Synopsis: A bumpy road

Analog of gravitational lensing on the surface of a topological insulator.
Synopsis figure
Credit: Adapted from J. P. Dahlhaus et al., Phys. Rev. B (2010)

Electron scattering in solids is normally associated with impurities, defects, lattice vibrations, and electron-electron Coulomb scattering. Now, in an article published in Physical Review B, Jan Dahlhaus and collaborators from the Instituut-Lorentz at the University of Leiden in the Netherlands show that for surface electrons on a topological insulator, electron scattering can be dominated by a completely different mechanism: geodesic scattering. Geodesics are the generalization of straight lines in curved space. In general relativity, gravitational fields curve four-dimensional spacetime, and particle motion follows geodesic lines shaped by gravity. Strong enough fields cause the phenomenon known as gravitational lensing, an observable deflection of massless particles such as photons.

The surface electrons of a topological insulator behave as massless particles and are constrained to move in a two-dimensional curved space. The curvature is caused by random surface deformations that appear naturally during the growth of the material. Such a bump on the surface acts like a gravitational lens for surface electrons, resulting in trajectories that are analogous to geodesic motion. Considering that due to the special nature of topological insulators these surface electrons are protected from the ubiquitous impurity backscattering, this article likely reveals a previously unsuspected and important contribution to the resistivity on the surface of these materials. – Athanasios Chantis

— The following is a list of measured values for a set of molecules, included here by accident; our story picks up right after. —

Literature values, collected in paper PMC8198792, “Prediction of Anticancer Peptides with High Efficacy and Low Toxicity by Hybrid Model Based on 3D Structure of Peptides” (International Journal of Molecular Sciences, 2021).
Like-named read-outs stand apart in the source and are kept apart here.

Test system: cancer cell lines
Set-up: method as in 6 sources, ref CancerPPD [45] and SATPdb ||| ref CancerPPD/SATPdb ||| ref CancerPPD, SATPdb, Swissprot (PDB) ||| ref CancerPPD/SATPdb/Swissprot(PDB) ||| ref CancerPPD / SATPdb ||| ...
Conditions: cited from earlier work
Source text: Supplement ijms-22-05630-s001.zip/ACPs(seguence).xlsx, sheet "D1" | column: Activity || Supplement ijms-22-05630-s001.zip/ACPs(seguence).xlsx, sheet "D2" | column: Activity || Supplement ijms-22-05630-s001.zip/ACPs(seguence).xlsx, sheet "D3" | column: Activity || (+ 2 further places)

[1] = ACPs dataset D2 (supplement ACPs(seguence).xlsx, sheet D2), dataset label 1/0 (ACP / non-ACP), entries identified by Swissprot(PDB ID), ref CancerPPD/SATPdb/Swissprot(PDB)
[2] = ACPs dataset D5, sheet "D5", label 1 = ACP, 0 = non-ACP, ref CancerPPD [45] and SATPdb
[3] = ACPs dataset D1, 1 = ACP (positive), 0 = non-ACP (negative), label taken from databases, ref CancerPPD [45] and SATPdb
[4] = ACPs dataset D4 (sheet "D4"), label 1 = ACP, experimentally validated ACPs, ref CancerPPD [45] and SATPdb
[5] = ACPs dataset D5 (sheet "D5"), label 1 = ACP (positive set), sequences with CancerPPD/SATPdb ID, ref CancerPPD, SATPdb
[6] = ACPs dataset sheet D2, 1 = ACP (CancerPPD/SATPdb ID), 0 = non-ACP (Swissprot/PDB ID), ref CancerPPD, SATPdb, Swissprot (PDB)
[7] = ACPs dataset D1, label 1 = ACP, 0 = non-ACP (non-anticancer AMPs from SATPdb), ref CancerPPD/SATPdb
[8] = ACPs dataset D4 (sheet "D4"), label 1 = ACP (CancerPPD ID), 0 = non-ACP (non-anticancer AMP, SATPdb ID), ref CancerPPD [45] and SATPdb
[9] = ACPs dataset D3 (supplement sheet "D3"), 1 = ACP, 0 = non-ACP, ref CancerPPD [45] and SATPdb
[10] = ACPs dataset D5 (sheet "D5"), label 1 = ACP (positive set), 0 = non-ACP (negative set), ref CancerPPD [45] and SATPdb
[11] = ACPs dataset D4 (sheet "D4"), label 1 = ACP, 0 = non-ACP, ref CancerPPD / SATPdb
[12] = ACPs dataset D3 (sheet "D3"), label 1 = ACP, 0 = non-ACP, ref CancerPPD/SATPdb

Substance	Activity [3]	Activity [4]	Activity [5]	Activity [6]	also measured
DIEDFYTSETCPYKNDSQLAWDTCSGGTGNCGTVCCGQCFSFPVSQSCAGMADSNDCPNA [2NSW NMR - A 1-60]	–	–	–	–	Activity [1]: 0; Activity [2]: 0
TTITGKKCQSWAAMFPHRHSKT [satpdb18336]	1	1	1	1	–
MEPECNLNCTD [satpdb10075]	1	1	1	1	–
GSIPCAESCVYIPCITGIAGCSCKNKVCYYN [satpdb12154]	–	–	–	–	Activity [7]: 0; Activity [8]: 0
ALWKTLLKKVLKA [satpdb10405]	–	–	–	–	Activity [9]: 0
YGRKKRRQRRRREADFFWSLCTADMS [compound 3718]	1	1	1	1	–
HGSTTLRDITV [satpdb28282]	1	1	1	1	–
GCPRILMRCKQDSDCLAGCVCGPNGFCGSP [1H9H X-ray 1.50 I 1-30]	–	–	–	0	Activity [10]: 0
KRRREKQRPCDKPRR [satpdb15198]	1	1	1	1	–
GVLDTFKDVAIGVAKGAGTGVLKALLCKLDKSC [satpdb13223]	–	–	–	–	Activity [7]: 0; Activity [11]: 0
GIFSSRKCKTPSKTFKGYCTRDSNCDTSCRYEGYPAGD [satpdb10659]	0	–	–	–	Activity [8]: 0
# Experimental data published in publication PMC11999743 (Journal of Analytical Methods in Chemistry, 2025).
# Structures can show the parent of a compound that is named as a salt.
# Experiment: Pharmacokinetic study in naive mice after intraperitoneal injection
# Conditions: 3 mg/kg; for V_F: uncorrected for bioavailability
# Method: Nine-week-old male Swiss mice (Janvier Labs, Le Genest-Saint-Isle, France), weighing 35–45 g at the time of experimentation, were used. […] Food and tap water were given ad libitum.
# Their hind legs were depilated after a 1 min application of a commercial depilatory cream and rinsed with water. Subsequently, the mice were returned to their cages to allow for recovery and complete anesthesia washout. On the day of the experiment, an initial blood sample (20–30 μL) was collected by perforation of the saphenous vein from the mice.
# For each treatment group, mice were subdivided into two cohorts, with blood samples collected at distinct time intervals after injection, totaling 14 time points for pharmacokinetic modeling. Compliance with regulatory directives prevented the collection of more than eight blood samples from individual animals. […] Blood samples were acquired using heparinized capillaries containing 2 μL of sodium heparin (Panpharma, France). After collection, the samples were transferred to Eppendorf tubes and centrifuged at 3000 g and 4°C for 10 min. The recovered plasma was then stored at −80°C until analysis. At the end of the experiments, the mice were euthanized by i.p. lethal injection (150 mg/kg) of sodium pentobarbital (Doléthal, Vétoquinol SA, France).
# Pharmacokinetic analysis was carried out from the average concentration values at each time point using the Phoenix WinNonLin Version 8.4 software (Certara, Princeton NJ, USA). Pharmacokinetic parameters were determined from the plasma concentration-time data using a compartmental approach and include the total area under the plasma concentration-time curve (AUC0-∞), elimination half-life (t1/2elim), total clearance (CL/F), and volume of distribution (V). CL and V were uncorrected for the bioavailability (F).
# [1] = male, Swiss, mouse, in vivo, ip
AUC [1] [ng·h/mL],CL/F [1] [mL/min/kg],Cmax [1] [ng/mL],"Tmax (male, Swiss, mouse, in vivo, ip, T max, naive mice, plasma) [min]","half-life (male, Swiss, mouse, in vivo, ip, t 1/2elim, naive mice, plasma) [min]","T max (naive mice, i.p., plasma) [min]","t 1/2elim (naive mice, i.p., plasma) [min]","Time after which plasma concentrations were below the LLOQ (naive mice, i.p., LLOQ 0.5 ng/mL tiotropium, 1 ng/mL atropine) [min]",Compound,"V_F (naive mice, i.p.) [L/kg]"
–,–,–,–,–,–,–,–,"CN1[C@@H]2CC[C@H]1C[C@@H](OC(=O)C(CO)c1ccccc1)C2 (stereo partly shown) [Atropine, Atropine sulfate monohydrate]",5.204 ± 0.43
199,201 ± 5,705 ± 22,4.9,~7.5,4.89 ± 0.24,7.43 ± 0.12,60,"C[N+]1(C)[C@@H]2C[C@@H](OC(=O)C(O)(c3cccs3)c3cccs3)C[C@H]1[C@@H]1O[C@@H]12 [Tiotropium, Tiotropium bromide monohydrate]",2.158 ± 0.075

Announcements

More Announcements »

Subject Areas

Semiconductor Physics

Previous Synopsis

Quantum Information

Treasure hunt

Read More »

Next Synopsis

Related Articles

Synopsis: Valley of the Dichalcogenides
Semiconductor Physics

Synopsis: Valley of the Dichalcogenides

A magnetic field can be used to change the “valley” states that emerge in certain semiconductors. Read More »

Viewpoint: Chasing the Exciton Condensate
Semiconductor Physics

Viewpoint: Chasing the Exciton Condensate

Unusual interactions between charges have been observed in two closely separated graphene bilayers, a promising system in which to create a condensate of electron-hole pairs. Read More »

Viewpoint: Precise Layering of Organic Semiconductors
Semiconductor Physics

Viewpoint: Precise Layering of Organic Semiconductors

Researchers have fabricated high-quality organic semiconductors only a few molecular layers thick, revealing how the crystal structure affects the electronic properties. Read More »

More Articles